Previously, the recognition, measurement, and presentation of expenses and cash flows arising from a lease for lessees primarily depended on its classification as a finance (capital) lease or operating lease. But unlike current US GAAP, which requires only capital leases to be recognized on the balance sheet, the new standard requires companies to include both types of leases on their books.

“This is a huge change from current practice,” said Anne-Lise Vivier, CPA, accounting publications managing editor with Thomson Reuters Checkpoint within the Tax & Accounting business of Thomson Reuters. “Lessees will, in most cases, have to record a large asset and a large liability on their balance sheet. Companies will no longer be able to structure lease agreements to achieve off-balance-sheet reporting and will, in many cases, have to monitor the effect of this change on their debt-to-capital ratio and related debt covenants, among other things.”

For finance leases, lessees will be required to:

  • Recognize a right-of-use asset and a lease liability, initially measured at the present value of the lease payment, in the statement of financial position.
  • Recognize interest on the lease liability separately from amortization of the right-of-use asset in the statement of comprehensive income.
  • Classify repayments of the principal portion of the lease liability within financing activities and payments of interest on the lease liability and variable lease payments within operating activities in the statement of cash flows.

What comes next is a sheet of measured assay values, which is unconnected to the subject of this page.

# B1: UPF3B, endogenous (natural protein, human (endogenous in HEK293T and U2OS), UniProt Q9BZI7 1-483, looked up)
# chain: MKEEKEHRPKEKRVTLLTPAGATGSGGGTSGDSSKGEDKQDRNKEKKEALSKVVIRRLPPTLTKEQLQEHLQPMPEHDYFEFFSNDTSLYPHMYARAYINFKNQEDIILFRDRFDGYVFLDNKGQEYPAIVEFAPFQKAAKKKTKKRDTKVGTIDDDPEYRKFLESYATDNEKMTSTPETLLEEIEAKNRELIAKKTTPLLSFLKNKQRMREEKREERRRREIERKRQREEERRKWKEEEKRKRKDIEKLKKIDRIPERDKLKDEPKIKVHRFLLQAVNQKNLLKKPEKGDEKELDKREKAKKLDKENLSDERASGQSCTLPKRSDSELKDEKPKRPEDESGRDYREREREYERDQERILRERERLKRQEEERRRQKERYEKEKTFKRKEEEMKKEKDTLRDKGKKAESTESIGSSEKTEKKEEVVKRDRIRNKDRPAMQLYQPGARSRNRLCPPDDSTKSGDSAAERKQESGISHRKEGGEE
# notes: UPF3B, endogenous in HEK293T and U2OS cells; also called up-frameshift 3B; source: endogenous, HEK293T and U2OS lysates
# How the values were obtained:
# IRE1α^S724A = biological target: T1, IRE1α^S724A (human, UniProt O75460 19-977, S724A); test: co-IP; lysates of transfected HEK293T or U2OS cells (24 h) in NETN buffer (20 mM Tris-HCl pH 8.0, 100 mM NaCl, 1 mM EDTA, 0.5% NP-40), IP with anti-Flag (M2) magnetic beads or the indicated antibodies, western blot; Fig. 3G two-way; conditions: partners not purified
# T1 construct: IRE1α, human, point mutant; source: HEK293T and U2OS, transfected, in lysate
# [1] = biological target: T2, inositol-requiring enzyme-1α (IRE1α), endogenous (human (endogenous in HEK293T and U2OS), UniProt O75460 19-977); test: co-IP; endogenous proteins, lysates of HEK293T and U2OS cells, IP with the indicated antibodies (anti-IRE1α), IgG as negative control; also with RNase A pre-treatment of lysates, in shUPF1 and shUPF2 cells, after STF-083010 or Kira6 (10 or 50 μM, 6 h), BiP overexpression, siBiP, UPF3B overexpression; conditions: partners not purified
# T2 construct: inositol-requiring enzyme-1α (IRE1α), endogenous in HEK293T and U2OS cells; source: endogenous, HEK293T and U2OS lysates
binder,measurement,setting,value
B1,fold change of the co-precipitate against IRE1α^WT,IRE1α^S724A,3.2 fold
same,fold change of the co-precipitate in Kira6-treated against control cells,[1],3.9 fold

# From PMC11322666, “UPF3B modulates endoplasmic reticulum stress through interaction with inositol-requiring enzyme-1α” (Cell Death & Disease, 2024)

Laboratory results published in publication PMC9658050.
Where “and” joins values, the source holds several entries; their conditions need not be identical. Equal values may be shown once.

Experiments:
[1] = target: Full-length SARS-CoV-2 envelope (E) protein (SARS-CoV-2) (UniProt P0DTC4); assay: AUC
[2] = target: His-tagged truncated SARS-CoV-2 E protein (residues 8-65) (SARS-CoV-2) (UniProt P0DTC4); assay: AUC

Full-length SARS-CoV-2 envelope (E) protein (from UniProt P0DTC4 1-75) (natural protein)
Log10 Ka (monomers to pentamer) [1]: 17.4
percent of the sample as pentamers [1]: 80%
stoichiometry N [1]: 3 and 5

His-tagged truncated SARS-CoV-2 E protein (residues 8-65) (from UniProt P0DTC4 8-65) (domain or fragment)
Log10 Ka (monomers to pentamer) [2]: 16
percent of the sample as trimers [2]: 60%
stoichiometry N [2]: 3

For operating leases, lessees will be required to:

  • Recognize a right-of-use asset and a lease liability, initially measured at the present value of the lease payment, in the statement of financial position.
  • Recognize a single lease cost, calculated so that the cost of the lease is allocated over the lease term on a generally straight-line basis.
  • Classify all cash payments within operating activities in the statement of cash flows.

The ASU also will require disclosures to help investors and other financial statement users better understand the amount, timing, and uncertainty of cash flows arising from leases. These disclosures include qualitative and quantitative requirements, providing additional information about the amounts recorded in the financial statements.

Ralph Petta, president and CEO of the Equipment Leasing and Finance Association, believes the new guidance will not prevent companies from acquiring the necessary equipment to grow their businesses.

“There are many reasons to lease equipment, and the primary reasons will remain intact under the new rules – from maintaining cash flow, to preserving capital, to obtaining flexible financial solutions, to avoiding obsolescence,” he said in a written statement.